The purposeful synchronization required for our brains to come to any form of innovation or original thought is a miracle in and of itself. When applied to one’s spiritual life, it is possible that we are stifling the growth of our faith simply by what we choose to think about or imagine.

The second half of this scripture is often ignored, which is a major key to fully understanding its meaning. This concluding part is a connecting “if/then clause” if you will, adding, “according to His power that is at work within us.” It reads like a legality clause in a terms and conditions statement. A synonym for ‘according to’ is ‘in agreement with’ or ‘in keeping with.’ When replaced with one of these synonymous phrases, the verse then reads: “Now unto to Him who is able to do exceeding abundantly above all that we ask or imagine, in agreement with His power that is at work within us,” which provides an even clearer perspective of the meaning.

There are a couple of implications here. One is that our petitions and imaginations must be in-line with His power and Spirit which is at work within us. In other words, we must be asking for and imagining things that agree with principles laid out in His word. Another subsequent deduction is that without His power working within us, God is not obligated to do “exceeding abundantly above.”

Put plainly, there is much growth to be gained from allowing our imaginations to “run wild” under the reign, guidance, and direction of Holy Spirit, whereas outside of this

Hand plugging wire into cloudpower, where safeguards are not in place, our imaginations can become more of a hindering stumbling block for sin rather than a stepping stone for faith. We must stay plugged into God’s instructions in Philippians 4:8 to think (imagine) about whatever is true, whatever is noble, whatever is right, whatever is pure, whatever is lovely, whatever is admirable–if anything is excellent or praiseworthy.”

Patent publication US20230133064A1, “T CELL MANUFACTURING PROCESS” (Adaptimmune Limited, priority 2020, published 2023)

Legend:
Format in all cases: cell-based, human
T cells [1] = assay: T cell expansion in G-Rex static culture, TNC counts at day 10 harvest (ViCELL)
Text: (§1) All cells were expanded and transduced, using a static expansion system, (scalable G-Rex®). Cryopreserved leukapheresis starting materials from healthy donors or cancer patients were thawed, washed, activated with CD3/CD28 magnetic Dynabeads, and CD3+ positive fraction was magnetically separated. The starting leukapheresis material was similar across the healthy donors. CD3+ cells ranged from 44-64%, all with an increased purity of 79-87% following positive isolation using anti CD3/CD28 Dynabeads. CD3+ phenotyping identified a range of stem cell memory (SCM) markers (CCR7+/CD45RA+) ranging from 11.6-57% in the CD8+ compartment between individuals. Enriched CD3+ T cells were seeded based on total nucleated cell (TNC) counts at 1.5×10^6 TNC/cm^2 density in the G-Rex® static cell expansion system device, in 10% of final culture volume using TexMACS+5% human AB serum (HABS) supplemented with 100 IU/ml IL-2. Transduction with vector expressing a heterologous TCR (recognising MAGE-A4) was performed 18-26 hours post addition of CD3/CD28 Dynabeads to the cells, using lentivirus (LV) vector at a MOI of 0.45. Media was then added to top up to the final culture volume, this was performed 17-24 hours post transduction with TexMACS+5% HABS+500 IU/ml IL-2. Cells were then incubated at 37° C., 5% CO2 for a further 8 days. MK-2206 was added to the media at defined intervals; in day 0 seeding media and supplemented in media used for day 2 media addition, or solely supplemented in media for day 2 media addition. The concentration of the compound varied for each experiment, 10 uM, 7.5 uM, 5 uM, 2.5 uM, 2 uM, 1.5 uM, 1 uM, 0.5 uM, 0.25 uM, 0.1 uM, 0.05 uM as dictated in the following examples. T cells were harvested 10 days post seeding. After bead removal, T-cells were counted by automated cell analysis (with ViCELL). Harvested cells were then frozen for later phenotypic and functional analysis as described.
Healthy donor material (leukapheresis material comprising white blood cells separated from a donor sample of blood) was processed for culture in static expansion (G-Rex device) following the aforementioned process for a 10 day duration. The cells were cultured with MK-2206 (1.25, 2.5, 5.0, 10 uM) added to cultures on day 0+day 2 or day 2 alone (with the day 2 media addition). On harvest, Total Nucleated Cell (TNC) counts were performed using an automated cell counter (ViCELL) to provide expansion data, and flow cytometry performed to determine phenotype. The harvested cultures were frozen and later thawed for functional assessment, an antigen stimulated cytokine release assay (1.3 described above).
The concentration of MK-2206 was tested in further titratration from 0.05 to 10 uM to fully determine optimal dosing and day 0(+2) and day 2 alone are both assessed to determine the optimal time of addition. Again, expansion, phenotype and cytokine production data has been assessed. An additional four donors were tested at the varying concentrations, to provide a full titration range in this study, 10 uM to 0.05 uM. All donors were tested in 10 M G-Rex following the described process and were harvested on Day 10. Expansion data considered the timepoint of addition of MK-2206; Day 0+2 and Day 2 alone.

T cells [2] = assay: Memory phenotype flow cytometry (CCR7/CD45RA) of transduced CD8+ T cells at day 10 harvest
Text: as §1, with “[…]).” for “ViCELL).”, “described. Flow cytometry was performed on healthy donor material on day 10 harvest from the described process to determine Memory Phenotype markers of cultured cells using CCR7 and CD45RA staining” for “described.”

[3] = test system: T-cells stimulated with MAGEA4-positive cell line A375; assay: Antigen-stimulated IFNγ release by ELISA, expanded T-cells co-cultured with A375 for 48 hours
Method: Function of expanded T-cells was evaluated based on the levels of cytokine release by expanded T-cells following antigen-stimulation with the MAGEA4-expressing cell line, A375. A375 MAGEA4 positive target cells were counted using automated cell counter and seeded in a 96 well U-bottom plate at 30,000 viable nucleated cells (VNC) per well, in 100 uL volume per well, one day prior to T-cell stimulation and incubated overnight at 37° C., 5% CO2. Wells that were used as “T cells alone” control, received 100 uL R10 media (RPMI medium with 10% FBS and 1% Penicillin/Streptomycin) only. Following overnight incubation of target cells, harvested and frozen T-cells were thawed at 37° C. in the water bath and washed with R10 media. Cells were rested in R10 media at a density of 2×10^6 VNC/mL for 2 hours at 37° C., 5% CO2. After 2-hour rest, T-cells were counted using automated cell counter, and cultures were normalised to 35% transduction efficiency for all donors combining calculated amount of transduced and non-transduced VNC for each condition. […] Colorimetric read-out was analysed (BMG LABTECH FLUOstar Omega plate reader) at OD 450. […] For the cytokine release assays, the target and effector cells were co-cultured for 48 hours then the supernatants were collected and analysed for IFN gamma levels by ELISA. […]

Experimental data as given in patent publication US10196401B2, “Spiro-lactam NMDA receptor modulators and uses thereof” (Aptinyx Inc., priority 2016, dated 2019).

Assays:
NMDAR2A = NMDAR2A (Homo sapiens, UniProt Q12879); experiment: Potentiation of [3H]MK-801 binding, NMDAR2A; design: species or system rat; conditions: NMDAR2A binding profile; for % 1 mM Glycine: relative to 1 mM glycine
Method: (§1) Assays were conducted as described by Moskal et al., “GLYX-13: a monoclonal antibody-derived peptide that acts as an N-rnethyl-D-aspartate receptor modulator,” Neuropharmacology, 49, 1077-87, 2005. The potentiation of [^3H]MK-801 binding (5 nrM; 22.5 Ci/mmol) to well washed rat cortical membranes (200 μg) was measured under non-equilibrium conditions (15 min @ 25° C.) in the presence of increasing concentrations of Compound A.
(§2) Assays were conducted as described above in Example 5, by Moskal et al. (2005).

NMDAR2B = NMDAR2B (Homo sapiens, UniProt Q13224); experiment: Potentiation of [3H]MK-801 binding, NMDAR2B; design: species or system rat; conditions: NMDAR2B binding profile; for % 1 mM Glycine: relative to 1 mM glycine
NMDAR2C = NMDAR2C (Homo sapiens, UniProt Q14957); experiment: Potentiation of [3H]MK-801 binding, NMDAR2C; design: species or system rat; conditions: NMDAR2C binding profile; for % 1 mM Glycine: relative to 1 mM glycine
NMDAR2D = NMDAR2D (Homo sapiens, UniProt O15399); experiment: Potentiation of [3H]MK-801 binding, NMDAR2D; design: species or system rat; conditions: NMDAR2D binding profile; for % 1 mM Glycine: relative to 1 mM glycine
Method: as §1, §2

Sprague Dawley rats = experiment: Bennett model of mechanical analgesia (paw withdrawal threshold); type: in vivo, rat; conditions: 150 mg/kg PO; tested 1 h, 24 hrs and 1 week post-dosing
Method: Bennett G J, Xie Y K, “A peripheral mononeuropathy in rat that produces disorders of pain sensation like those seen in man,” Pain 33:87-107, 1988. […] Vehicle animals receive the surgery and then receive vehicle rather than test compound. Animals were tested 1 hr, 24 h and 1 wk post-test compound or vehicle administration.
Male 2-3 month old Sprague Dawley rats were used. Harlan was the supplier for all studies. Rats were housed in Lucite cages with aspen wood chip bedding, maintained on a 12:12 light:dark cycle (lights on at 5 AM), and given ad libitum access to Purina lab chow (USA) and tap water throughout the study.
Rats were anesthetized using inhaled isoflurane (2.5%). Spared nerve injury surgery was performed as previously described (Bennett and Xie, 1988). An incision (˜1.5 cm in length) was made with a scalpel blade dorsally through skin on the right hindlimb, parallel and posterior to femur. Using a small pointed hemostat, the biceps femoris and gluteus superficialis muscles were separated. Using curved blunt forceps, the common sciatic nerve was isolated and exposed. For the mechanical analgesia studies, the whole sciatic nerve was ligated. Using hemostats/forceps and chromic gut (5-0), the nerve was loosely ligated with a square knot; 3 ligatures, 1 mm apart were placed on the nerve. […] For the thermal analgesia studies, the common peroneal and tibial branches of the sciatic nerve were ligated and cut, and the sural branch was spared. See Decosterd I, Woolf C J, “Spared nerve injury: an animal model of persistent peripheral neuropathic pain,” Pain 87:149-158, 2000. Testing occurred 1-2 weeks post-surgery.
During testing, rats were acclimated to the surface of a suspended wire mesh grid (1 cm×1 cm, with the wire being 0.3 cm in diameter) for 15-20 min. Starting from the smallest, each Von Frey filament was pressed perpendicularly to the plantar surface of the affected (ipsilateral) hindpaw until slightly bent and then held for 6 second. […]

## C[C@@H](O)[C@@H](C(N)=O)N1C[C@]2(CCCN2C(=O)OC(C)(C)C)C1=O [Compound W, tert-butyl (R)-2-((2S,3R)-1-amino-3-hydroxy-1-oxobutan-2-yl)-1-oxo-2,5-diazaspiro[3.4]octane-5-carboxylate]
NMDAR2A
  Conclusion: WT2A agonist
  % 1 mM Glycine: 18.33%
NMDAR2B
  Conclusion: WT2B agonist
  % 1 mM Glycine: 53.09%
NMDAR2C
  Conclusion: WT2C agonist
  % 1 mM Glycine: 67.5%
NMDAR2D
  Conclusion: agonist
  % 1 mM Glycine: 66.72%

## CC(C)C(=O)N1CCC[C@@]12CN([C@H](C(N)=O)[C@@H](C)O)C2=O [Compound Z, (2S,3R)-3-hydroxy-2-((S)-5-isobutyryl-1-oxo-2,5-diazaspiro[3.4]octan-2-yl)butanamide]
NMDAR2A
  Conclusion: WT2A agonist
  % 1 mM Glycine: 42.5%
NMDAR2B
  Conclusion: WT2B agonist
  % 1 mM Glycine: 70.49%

We don’t want to hinder our faith by only believing God for small things that our mere human minds can easily perceive, but we also don’t want to sway to the other extreme by adhering to the “name it and claim” it ideology. We must always rely on the discernment which comes from Holy Spirit to sift through what goes on in our imagination, casting down vanity and every high thing that exalts itself against the knowledge of God, while bringing every thought to the obedience of Christ (2 Corinthians 10:5).

Let this scientific knowledge and Ephesians 3:20 inspire us toward a more child-like imaginative faith whereby we are challenged to both take the limits we may have placed on God’s capabilities, while also accepting the gracious “terms and conditions” of his majesty.

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About Chealsea Hayes

Chealsea Hayes, originally from Denver, CO is an addiction counselor, athlete, author and youth mentor in Lafayette, LA where she resides with her husband, Korey. She aims to marry her gift of teaching and writing with her passion for Christ to present biblical concepts in a fresh, relevant and applicable manner.